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whats with the O2 sensor powerchip?

1449 Views 6 Replies 6 Participants Last post by  vristang
I have never seen this or heard of it before, an O2 Sensor powerchips. A friend sent me a link and asked if they are any good. Anyone know anything about these. Says it regulates voltage going to the EEC from O2 to manipulate the Air/Fuel for more power. Would that not screw up your air fuel ratio?

Anyways, I always get good answers here, thanks for the help
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Dont know, I myself just cleaned out my O2 sensors.
Never heard of them
The ad is pure ********.

First, they can't even speak straight about the warranty. They say lifetime...they say ten years.

Second, the ONLY thing that can be done in the O2 line is to slightly adjust the CLOSED LOOP air/fuel ratio. Once you go WOT the mass airflow sensor and the internal tables in the EEC set the fuel, the oxygen sensors inputs on the EEC are NOT EVEN USED!!!!

Those guys are just ripping people off. My bet would be they have a ten cent resistive divider inside a can. This would make the engine slightly richer when in closed loop, like at light throttle on a warm engine. It has to be something like that because the O2 sensor is a scalar voltage that bounces high or low when rich or lean. It is always bouncing around. The only change possible is to raise or lower the voltage the O2 centers around.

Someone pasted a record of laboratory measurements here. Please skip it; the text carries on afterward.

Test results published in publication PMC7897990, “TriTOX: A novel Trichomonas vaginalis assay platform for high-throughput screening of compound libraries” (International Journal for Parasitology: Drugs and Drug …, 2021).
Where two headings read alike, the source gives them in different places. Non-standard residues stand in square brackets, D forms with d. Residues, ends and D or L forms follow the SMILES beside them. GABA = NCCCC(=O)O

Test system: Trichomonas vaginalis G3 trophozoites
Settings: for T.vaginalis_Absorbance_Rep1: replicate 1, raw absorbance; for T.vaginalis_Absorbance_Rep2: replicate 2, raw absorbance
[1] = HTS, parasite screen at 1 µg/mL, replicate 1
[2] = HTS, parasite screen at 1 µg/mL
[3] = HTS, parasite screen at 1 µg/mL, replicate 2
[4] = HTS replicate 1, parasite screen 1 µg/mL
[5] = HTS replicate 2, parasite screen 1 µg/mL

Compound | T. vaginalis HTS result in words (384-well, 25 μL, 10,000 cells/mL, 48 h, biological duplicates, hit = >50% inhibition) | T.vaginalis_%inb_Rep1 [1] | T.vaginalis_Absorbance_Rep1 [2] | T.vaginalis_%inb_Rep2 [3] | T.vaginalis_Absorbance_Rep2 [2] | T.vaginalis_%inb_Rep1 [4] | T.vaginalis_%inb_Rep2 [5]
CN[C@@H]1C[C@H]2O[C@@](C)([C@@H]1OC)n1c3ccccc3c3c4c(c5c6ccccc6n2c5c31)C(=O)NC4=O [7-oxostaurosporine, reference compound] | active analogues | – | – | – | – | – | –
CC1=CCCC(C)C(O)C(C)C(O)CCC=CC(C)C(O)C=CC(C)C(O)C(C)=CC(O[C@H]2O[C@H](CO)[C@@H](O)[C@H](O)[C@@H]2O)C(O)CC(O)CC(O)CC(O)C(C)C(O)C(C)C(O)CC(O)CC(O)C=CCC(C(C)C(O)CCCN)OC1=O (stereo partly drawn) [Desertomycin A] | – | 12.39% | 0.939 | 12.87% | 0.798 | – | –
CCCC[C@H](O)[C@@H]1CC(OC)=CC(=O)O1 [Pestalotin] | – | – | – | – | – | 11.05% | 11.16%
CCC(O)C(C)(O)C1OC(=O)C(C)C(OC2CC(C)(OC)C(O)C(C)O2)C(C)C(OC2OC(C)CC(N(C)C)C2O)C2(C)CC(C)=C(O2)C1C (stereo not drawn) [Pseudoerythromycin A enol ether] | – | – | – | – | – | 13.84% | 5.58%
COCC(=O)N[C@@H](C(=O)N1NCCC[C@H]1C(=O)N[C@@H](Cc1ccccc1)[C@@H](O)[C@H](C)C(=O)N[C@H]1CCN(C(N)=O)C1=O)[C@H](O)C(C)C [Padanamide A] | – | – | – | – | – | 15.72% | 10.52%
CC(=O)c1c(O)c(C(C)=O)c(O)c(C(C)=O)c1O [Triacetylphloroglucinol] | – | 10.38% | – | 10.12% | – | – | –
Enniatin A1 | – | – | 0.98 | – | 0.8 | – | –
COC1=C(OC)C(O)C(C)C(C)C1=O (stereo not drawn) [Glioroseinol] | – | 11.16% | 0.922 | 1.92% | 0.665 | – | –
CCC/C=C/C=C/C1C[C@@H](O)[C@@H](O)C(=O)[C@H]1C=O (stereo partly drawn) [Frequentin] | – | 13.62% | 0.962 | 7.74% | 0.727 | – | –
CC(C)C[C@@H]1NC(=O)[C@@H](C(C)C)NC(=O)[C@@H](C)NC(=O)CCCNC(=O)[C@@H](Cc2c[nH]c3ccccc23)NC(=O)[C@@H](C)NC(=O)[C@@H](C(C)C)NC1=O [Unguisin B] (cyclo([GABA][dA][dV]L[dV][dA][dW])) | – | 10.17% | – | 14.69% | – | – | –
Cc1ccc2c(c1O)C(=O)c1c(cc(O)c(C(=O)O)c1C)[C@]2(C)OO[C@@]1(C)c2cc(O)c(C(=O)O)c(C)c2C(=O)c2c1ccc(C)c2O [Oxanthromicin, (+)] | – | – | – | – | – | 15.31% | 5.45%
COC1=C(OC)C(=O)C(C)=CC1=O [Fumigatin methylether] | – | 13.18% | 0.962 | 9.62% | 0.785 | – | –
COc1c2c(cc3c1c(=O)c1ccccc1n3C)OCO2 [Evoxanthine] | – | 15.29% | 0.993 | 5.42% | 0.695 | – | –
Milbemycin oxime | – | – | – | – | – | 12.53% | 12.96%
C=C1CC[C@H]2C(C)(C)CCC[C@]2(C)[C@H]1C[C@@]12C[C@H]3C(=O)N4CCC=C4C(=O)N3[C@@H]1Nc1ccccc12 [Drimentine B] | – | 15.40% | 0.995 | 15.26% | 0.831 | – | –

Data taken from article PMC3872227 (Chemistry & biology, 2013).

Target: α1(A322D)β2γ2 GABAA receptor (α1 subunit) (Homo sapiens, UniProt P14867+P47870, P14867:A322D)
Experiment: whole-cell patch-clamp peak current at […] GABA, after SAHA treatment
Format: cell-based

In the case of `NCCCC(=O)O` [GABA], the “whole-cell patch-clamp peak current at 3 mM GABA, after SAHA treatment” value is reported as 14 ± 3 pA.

The flaw in their lies is when the TPS input or engine loading goes high, the computer ignores the O2 sensors inputs. You can take the O2 wires off during heavy loading or short them and the car will run exactly the same at WOT.

So they are liars. And I'm being nice because I'm in a good mood.

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The last thing you wanna due is mess with the O2 voltage. This only makes things worse if something else starts to go wrong in the A/F department. I don't see a way, that you can change the voltage readings and the ECM not notice it.
At WOT the O2's aren't used, BUT the ecu does remember the KAMRF values for any parts of the fuel tables that may have learned correction factors while running in CL.
Basically, what is learned in CL should be applied to OL as well....ASSuming, that you hit load/rpm ranges in CL that would equate to OL conditions....
(IIRC, the KAMRF tables are load vs rpm???)

A resistor *might* have an impact on AFR, but it's hard to say.
Would I spend $5 for shipping if the item itself was free????

You'll get more out of buying a beer :bigthumbsup
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